Smells like "On Intelligence" (0)

Anonymous Coward | more than 4 years ago | (#32167144)

Isn't this essentially the implementation of the ideas described by Jeff Hawkins in his book "On Intelligence"?

Training (1)

halcyon1234 (834388) | more than 4 years ago | (#32167866)

Okay, program-- this is a quark. Do you see it? Do you recognize it? Great. Get to work, and I'll be back in a few weeks to see how you're doing.

putting this into perspective (2)

jipn4 (1367823) | more than 4 years ago | (#32167920)

Hierarchical models of object recognition are decades old, as are attempts to implement them. This work doesn't yet work better than other engineering solutions, and it isn't obviously any more plausible than other approaches. So, it's a nice start, but it isn't a breakthrough.

Great (1)

Locke2005 (849178) | more than 4 years ago | (#32168260)

So now we've got an AI that can classify Justin Bieber as a girl too!

Not very useful (0)

Anonymous Coward | more than 4 years ago | (#32168812)

According to the article, it performs as well as currnet systems. In other words, very badly.

And here is the link to the paper itself (3, Informative)

S3D (745318) | more than 4 years ago | (#32169090)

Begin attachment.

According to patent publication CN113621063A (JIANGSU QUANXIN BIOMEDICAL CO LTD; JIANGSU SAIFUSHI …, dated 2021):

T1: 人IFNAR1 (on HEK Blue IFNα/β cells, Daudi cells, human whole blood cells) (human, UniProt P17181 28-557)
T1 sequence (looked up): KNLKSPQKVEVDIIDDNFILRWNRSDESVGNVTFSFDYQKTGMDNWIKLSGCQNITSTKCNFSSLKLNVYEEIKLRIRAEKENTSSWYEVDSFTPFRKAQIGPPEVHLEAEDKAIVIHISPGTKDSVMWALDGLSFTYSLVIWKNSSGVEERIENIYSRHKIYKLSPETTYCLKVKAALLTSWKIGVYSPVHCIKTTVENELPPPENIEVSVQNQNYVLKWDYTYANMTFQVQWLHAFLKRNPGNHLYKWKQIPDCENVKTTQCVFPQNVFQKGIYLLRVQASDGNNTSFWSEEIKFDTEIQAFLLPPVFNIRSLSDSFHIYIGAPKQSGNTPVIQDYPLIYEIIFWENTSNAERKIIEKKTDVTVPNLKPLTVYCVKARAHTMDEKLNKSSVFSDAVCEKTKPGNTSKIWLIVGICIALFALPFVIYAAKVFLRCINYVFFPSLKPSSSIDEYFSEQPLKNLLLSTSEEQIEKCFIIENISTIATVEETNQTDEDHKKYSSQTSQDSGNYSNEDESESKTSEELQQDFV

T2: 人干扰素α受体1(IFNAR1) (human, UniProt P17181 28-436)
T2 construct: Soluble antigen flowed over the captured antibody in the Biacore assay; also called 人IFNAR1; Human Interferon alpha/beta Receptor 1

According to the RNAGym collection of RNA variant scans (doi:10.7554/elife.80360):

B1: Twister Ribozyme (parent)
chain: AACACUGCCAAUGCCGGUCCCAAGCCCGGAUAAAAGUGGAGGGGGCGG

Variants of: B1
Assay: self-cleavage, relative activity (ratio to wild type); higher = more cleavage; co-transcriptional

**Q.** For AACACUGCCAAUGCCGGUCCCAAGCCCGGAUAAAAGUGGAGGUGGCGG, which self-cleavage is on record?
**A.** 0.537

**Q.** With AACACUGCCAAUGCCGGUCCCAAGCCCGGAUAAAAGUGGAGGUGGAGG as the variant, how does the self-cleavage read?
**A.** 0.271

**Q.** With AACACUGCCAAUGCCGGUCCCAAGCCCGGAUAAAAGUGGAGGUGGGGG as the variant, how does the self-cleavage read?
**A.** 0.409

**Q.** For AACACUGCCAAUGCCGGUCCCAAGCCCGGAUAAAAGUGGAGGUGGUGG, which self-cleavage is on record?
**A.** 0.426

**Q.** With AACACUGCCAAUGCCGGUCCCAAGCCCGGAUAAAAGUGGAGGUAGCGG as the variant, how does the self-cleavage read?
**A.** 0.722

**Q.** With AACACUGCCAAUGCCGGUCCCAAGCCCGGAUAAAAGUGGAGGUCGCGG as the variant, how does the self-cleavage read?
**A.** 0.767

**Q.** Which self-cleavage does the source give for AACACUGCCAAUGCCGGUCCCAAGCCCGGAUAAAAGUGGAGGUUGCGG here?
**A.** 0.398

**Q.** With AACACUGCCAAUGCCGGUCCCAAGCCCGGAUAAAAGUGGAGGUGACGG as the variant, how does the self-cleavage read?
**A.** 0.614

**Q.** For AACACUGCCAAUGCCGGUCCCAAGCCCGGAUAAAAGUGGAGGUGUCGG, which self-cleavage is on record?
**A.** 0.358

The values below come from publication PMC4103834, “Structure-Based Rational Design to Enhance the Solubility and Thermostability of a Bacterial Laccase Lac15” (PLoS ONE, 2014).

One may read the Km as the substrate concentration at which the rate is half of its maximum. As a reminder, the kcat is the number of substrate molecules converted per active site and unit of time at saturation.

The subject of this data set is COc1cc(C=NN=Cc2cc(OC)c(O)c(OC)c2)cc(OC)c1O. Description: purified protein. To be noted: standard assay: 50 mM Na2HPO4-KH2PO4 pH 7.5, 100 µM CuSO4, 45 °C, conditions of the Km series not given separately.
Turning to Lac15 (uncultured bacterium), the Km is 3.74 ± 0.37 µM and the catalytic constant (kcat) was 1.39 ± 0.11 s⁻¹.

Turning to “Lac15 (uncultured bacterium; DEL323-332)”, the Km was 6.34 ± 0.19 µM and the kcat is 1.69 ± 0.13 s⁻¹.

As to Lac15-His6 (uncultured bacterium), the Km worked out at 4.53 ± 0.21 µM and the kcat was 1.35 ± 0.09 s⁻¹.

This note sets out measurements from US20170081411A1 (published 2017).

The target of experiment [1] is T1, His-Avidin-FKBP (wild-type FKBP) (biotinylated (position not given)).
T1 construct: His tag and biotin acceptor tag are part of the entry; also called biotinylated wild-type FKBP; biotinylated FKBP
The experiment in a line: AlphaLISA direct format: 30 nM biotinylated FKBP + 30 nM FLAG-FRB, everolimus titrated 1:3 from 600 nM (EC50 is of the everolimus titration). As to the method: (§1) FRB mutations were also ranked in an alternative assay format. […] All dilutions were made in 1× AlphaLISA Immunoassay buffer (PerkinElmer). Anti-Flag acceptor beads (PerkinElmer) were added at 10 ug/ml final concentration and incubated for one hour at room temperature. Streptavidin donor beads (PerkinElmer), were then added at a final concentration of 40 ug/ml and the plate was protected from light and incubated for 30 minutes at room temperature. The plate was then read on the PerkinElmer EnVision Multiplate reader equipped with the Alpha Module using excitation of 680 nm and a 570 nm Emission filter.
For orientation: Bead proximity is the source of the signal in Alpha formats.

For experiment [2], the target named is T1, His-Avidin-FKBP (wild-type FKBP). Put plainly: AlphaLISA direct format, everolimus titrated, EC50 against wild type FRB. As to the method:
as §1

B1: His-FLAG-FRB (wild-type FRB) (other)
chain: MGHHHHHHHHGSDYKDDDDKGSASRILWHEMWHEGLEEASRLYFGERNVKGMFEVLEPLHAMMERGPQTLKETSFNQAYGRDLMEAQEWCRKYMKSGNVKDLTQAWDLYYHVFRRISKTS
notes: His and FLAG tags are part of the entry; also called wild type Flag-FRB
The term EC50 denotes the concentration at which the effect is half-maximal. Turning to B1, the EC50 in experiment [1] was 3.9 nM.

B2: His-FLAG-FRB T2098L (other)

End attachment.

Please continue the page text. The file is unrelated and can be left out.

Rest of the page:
Which should have been included into TFA from the start:
http://people.csail.mit.edu/leozhu/paper/RCM10cvpr.pdf [mit.edu]
The main achievement claimed is that no image labeling or any additional data like viewport position was needed, the learning process was completely automated.

Woohoo (0)

Anonymous Coward | more than 4 years ago | (#32170432)

automated crappy clipart!

I can't haz understands. (0)

Anonymous Coward | more than 4 years ago | (#32172858)

Can someone please post a car analogy, or reference it to Soviet Russia?

Let's wait and see... (-1, Flamebait)

Hordeking (1237940) | more than 4 years ago | (#32173036)

...how long it takes before Big Brother decides he can use this to track all of the "troublemakers" in large crowds (everyone is a troublemaker, according to the Gov't).

Re:Let's wait and see... (0, Flamebait)

Hordeking (1237940) | more than 4 years ago | (#32179866)

...how long it takes before Big Brother decides he can use this to track all of the "troublemakers" in large crowds (everyone is a troublemaker, according to the Gov't).

Apparently the Flamebait mod is now given to people who disagree with the Party...

Re:Let's wait and see... (0)

Anonymous Coward | more than 4 years ago | (#32182388)

...how long it takes before Big Brother decides he can use this to track all of the "troublemakers" in large crowds (everyone is a troublemaker, according to the Gov't).

Apparently the Flamebait mod is now given to people who disagree with the Party...

ah ha ha. ...or maybe just to those comments consisting of knowingly over-simplified-to-falsehood, generalizing, argument-inducing statements that don't contribute to the conversation and are about off-topic subjects, particularly "government"?

Re:Let's wait and see... (0, Flamebait)

Hordeking (1237940) | more than 4 years ago | (#32185292)